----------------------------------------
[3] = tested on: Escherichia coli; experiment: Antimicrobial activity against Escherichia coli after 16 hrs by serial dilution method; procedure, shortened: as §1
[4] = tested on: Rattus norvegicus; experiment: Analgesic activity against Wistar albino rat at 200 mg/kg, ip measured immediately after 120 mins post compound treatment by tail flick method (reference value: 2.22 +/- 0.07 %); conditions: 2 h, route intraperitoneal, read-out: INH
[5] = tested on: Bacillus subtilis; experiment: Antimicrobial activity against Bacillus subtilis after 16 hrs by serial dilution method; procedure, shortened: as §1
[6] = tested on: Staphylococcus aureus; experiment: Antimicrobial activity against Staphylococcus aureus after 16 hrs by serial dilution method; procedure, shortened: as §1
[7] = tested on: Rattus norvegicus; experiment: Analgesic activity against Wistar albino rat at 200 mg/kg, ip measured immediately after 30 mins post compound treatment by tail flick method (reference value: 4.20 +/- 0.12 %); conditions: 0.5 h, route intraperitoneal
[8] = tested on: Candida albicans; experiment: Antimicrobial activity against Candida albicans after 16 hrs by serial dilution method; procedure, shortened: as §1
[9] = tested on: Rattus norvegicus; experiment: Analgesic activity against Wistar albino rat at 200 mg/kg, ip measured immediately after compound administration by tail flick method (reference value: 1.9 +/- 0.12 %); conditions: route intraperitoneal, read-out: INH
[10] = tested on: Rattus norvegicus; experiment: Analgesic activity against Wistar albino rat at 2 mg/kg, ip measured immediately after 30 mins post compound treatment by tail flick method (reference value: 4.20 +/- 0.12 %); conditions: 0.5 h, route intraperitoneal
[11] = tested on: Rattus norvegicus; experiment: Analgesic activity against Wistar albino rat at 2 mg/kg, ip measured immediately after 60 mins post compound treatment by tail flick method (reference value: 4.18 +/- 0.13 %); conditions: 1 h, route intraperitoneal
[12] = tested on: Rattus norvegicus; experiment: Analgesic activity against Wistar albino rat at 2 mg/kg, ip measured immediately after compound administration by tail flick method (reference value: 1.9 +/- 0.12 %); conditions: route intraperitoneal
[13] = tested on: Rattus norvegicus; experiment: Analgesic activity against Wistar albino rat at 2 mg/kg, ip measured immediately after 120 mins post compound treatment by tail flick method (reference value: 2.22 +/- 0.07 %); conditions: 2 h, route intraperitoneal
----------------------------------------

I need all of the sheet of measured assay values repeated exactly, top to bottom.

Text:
[3] = tested on: Escherichia coli; experiment: Antimicrobial activity against Escherichia coli after 16 hrs by serial dilution method; procedure, shortened: as §1
[4] = tested on: Rattus norvegicus; experiment: Analgesic activity against Wistar albino rat at 200 mg/kg, ip measured immediately after 120 mins post compound treatment by tail flick method (reference value: 2.22 +/- 0.07 %); conditions: 2 h, route intraperitoneal, read-out: INH
[5] = tested on: Bacillus subtilis; experiment: Antimicrobial activity against Bacillus subtilis after 16 hrs by serial dilution method; procedure, shortened: as §1
[6] = tested on: Staphylococcus aureus; experiment: Antimicrobial activity against Staphylococcus aureus after 16 hrs by serial dilution method; procedure, shortened: as §1
[7] = tested on: Rattus norvegicus; experiment: Analgesic activity against Wistar albino rat at 200 mg/kg, ip measured immediately after 30 mins post compound treatment by tail flick method (reference value: 4.20 +/- 0.12 %); conditions: 0.5 h, route intraperitoneal
[8] = tested on: Candida albicans; experiment: Antimicrobial activity against Candida albicans after 16 hrs by serial dilution method; procedure, shortened: as §1
[9] = tested on: Rattus norvegicus; experiment: Analgesic activity against Wistar albino rat at 200 mg/kg, ip measured immediately after compound administration by tail flick method (reference value: 1.9 +/- 0.12 %); conditions: route intraperitoneal, read-out: INH
[10] = tested on: Rattus norvegicus; experiment: Analgesic activity against Wistar albino rat at 2 mg/kg, ip measured immediately after 30 mins post compound treatment by tail flick method (reference value: 4.20 +/- 0.12 %); conditions: 0.5 h, route intraperitoneal
[11] = tested on: Rattus norvegicus; experiment: Analgesic activity against Wistar albino rat at 2 mg/kg, ip measured immediately after 60 mins post compound treatment by tail flick method (reference value: 4.18 +/- 0.13 %); conditions: 1 h, route intraperitoneal
[12] = tested on: Rattus norvegicus; experiment: Analgesic activity against Wistar albino rat at 2 mg/kg, ip measured immediately after compound administration by tail flick method (reference value: 1.9 +/- 0.12 %); conditions: route intraperitoneal
[13] = tested on: Rattus norvegicus; experiment: Analgesic activity against Wistar albino rat at 2 mg/kg, ip measured immediately after 120 mins post compound treatment by tail flick method (reference value: 2.22 +/- 0.07 %); conditions: 2 h, route intraperitoneal